PORTLAND — A deadly flu raged when the Catholic Church and its Sisters of Mercy launched an institution on Dec. 12, 1918. One newspaper headline at the time warned, “Well in the Morning and Dead at Night.” It was autumn of 1918 and Maine was in the grip of a vicious flu pandemic more deadly than any that had preceded it. Unlike other strains of the virus before or since, the “Spanish Flu” outbreak spared no age group – not infants, children, seniors or adults in the prime of their lives. It wiped out entire families, eventually claiming about 675,000 people in the United States and at least 50 million people worldwide, according to the U.S. Centers for Disease Control and Prevention. In Maine, more than 5,000 of the state’s roughly 750,000 residents died, according to the Maine Historical Society. It was under these dire circumstances that the Portland health care institution now known as Northern Light Mercy Hospital was opened 100 years … [Read more...] about Mercy Hospital opened 100 years ago during deadly flu epidemic
My friends, I am paralyzed by fear while penning these words. The list of things we are not supposed to say keeps growing and now includes a classic Christmas song that is not to be sung, hummed or otherwise referenced, lest ye be branded a woman-hating scoundrel with bad intentions. This one is a bummer because “Baby, It’s Cold Outside” is a fun little song that’s impossible to stop singing once you get started. All it takes is some fool on the street remarking on the bitterness of the temperature and BAM! For the remainder of the day, you’re walking around singing this song — Both Doris Day’s and Bing Crosby’s lines — over and over until your office mates take a vote and decide to beat you unconscious with a Yule log. We’ve all been hearing and singing this song five times per day in the weeks leading up to Christmas and nobody I know has been turned into a rampaging fiend because of it. But somebody somewhere has decided … [Read more...] about Mark LaFlamme: What’s that song on your lips?
Portland City Manager Jon Jennings has proposed a six-month moratorium on waterfront development in an effort to forestall a citizen referendum to block non-marine construction on the city’s piers. If the moratorium is adopted by the City Council, it would pause commercial developments on the water side of Commercial Street in the waterfront central zone. The zone between the Casco Bay Bridge and the Ocean Gateway ferry terminal includes the city’s surviving fishermen and marine businesses. Booming development on both sides of Commercial Street has raised fears the working waterfront will be pushed out by expensive office and hotel projects, including a luxury complex proposed on Fisherman’s Wharf. A moratorium will give the city, pier owners and marine businesses time to work out a compromise that preserves the waterfront’s character and economic success, Jennings said in an interview Tuesday. If passed by the city council, it also could … [Read more...] about Portland proposes six-month ban on development along waterfront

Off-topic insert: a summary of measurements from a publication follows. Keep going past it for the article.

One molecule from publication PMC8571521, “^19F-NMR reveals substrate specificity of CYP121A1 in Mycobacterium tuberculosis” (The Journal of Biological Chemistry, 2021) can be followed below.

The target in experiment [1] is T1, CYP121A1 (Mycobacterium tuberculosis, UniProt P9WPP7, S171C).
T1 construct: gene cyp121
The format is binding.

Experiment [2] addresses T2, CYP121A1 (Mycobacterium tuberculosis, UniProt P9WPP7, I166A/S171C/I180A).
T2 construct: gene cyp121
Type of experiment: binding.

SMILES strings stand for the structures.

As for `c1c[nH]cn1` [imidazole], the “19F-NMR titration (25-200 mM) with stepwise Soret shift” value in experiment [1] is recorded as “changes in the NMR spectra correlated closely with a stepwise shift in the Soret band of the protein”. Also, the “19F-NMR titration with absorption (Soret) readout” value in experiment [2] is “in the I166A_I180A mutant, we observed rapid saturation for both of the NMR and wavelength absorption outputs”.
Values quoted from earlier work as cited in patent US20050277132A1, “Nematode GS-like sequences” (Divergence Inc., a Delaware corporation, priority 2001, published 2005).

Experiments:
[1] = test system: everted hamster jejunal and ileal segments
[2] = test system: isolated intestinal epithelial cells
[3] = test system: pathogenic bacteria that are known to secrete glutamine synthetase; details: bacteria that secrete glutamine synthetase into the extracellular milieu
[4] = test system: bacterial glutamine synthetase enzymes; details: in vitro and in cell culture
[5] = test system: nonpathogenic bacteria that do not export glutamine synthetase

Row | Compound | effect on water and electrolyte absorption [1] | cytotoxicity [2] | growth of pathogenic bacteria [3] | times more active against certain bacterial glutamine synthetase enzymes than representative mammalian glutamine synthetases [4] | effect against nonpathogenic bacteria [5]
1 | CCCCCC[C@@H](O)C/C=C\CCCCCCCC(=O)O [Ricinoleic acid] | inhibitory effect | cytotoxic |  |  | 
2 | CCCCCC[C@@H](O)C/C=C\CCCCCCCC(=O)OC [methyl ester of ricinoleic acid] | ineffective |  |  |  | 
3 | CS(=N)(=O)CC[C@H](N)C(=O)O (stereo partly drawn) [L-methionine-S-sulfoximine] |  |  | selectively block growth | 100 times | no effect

The state’s highest court will hear arguments Wednesday in the appeal of the man convicted of killing a 16-year-old girl in East Millinocket in 1980. Philip Scott Fournier, a longtime suspect in the teenager’s death, was charged and arrested in 2016. He was convicted of murder by Superior Court Justice Ann Murray after a bench trial in February in Bangor. Murray sentenced Fournier to 45 years in prison. Joyce McLain went out for a jog on Aug. 8, 1980, and never came home. Her body was found behind the Schenck High School soccer fields in a wooded area near a row of power lines. She was mostly naked and the back of her skull had been crushed with a blunt object. At the time of her death, McLain was a sophomore at Schenck. She was an honor student, a cheerleader, a musician and an athlete. Her disappearance and the attempts by police to solve her murder were complicated by powerful thunderstorms that may have washed away evidence at the crime scene. After … [Read more...] about Maine’s high court hear appeal of conviction in Joyce McLain murder case
AUGUSTA — Gov. Paul LePage has rejected a request from Gov.-elect Janet Mills that his administration not approve any new contracts with private vendors before she takes office Jan. 2. “It is inappropriate to request that ongoing work on behalf of the people of Maine be halted for more than three weeks and sit there until you are inaugurated,” LePage wrote Tuesday in a letter to Mills. “A smooth transition implies that the routine work of state government goes on uninterrupted. Contracting is part of that work.” Mills, a Democrat, sent a letter Monday to the Republican governor’s commissioners for the departments of Administration and Financial Services and Health and Human Services asking them to put a freeze on signing any new contracts with private vendors. In her letter to acting DHHS Commissioner Bethany Hamm and DAFS Commissioner Alec Porteous, Mills also requested a list of all current contracts and a list of contracts set to expire. “My … [Read more...] about LePage rejects request from Mills to halt awarding of state contracts